But just because fish and seafood boast a far superior carbon footprint compared to animal agriculture, it doesn’t make the marine industry immune to the potential threat of technology and science – especially cellular agriculture. Biotech startup Finless Foods’ quest to produce cell-cultured fish without a farmed fish in sight is a clear indication of this.
Clean fish – the changing tide of seafood production?
So what’s driving Finless Foods’ co-founders Mike Selden and Brian Wyrwas, who want to revolutionise the way fish reaches consumers? If fish is already produced more efficiently and environmentally than land animals, why bother? One reason is marine conservation; the other is making healthy high-end seafood accessible to all consumers, whatever their income.
To the average Kiwi, Finless Foods’ plan to coax people to eat petri dish-grown fish may seem like a hard sell. According to Seafood NZ, the New Zealand seafood industry is internationally respected for its innovative and world-leading approach to sustainable fisheries and aquaculture management. And 97% of the country’s fish stocks are considered healthy, according to MPI.
But the state of the rest of the world’s fisheries is far less pretty. Widespread overfishing and shrinking global fish stocks, rising health concerns associated with toxic contamination (including mercury and plastic) of wild fish, and increasing sustainability and health concerns around aquaculture are just some of the challenges now facing the global marine industry. As prominent US marine biologist Dr Sylvia Earle told the UN in 2015, “The ocean is large and resilient, but it is not too big to fail.”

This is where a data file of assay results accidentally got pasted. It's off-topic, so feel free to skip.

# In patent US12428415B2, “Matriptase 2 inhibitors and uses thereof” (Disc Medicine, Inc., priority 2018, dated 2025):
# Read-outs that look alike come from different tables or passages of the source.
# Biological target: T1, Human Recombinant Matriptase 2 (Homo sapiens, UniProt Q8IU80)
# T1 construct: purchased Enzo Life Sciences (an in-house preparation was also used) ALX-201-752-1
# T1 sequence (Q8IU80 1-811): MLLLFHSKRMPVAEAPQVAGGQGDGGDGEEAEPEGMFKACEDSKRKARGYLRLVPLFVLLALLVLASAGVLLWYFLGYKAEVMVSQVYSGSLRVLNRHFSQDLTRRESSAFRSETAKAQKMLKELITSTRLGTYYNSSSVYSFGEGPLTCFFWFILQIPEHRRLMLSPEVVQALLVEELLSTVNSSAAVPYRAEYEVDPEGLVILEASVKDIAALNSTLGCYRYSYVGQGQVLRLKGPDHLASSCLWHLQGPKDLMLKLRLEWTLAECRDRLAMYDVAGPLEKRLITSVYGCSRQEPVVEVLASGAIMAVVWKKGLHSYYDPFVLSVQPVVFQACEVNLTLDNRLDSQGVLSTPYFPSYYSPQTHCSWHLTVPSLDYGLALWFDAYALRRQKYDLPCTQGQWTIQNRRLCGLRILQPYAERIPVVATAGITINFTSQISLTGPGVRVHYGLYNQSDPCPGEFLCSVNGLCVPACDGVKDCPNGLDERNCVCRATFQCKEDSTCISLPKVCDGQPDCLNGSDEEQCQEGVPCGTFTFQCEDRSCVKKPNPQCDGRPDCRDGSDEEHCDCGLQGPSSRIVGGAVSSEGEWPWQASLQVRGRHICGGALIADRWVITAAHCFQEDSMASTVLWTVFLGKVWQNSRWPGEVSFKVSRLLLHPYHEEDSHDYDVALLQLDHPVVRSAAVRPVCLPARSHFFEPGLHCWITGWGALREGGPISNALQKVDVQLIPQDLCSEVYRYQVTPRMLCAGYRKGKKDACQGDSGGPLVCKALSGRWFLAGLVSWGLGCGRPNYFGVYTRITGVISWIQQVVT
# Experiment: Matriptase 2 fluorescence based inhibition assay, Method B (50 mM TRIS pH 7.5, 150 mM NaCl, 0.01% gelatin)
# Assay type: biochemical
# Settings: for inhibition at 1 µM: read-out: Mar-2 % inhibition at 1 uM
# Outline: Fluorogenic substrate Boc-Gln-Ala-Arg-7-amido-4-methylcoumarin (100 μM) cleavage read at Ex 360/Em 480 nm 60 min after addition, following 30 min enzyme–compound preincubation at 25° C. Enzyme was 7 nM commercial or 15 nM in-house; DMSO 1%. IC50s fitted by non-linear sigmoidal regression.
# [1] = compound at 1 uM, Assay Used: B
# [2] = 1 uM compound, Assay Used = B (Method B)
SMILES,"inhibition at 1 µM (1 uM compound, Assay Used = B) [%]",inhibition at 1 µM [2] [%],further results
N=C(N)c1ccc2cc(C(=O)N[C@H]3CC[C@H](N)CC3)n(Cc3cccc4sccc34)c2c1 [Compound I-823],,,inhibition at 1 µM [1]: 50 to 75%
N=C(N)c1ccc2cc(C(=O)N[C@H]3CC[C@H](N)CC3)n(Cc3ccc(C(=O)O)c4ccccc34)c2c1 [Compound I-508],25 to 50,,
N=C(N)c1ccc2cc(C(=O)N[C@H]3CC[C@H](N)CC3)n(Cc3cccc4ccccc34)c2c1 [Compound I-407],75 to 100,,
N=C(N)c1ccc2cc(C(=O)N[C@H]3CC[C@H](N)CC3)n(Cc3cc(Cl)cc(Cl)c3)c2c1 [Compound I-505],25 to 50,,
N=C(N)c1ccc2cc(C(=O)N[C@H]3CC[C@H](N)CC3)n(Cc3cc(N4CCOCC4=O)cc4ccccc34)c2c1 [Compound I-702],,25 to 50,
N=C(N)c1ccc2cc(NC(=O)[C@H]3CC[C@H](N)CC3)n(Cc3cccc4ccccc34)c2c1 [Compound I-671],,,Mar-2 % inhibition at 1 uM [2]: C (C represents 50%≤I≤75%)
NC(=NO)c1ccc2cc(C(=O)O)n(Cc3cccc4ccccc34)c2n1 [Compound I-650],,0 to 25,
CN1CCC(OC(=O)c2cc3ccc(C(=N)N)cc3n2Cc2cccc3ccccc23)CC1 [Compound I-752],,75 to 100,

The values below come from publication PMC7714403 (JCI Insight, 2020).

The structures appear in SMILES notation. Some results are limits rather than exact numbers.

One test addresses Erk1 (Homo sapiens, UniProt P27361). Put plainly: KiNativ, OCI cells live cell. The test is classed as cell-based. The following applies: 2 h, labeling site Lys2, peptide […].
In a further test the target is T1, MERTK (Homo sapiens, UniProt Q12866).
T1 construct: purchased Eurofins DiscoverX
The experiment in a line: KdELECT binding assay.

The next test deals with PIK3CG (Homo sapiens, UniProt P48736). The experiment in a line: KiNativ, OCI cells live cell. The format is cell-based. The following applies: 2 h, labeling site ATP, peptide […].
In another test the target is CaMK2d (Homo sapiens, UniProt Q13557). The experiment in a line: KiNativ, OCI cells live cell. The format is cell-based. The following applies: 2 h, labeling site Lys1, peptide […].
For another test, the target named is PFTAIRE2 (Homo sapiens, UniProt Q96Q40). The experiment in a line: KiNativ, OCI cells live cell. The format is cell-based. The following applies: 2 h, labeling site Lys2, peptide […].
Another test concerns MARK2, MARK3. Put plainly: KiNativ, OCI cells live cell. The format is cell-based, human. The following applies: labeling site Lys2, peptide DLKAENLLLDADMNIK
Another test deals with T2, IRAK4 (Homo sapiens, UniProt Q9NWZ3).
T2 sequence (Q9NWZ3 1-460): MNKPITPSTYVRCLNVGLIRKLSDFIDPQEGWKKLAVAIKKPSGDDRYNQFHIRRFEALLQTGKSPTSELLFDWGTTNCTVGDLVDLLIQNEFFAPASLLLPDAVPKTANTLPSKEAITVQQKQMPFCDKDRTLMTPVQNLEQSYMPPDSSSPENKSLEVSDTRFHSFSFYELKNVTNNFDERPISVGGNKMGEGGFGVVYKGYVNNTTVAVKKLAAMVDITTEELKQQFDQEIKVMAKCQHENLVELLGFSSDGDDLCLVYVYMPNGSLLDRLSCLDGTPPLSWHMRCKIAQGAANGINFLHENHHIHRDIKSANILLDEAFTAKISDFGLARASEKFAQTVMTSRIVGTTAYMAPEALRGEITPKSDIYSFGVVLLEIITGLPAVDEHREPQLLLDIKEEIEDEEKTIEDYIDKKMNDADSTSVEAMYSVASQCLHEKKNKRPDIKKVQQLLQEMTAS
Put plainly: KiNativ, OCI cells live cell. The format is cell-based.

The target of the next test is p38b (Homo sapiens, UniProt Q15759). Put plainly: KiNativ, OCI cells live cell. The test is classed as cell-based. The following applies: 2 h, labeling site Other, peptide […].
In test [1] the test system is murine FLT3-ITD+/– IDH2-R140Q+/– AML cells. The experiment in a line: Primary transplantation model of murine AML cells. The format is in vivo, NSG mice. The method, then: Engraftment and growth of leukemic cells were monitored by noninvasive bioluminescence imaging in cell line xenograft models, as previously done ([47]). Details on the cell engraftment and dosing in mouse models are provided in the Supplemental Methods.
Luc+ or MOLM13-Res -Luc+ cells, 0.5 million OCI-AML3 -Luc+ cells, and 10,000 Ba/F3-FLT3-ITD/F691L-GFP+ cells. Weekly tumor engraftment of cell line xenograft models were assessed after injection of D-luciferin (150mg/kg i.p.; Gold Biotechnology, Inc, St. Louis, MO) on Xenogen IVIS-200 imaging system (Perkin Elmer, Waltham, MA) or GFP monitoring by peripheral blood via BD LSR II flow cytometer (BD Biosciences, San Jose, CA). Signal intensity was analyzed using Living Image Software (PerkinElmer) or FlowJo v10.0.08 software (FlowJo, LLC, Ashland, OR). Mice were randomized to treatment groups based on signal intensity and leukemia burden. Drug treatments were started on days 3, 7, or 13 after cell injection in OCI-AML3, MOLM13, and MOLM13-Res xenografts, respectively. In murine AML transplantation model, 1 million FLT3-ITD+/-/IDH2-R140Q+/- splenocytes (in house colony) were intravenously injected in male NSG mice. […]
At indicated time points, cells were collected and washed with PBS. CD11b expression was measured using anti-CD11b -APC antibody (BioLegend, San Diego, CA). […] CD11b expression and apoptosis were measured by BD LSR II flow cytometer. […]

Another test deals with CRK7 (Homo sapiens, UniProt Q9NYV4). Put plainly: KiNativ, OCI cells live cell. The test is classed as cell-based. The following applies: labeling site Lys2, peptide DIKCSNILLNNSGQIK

The problems aren’t confined to wild capture fishing practices only. In recent years, aquaculture has become the go-to method for sustainable fish production as a way to avert the total ecological collapse of global fisheries. For the first time ever in 2014, farmed fish surpassed captured fisheries. But farmed fish comes with a host of ecological issues and supply chain problems of its own. Fishmeal (ground up forage fish like sardines, anchovies and menhaden) and fish oil supplies, both essential aquaculture inputs, are growing increasingly scarce and expensive. And if forage fish disappear from the ocean food chain through overfishing, so too will other forms of marine life such as seabirds, whales, seals and dolphins that depend on them. Studies have shown aquaculture to be twice as greehouse gas-intensive as capture fishing and as demand for aquaculture seafood grows, so too will the CO2 output of an ostensibly carbon-friendly industry.
That’s where “clean fish” come in. Without the ocean pillage or negative health impacts currently associated with captured and farmed fish, cell-grown fish can undoubtedly help ease some of the pressure on the world’s natural ecosystems. “We want to show the public we are doing this for the right reasons, and that we are working on clean fish primarily as a conservation issue” says Finless Foods’ Mike Selden. “Yes, fish is a high-value product. But I also think it is important people know we’re doing this as a conservation issue. Bluefin tuna species are on and off the threatened species list, partially because it’s so expensive. We can take the pressure off these increasingly rare and wild populations.”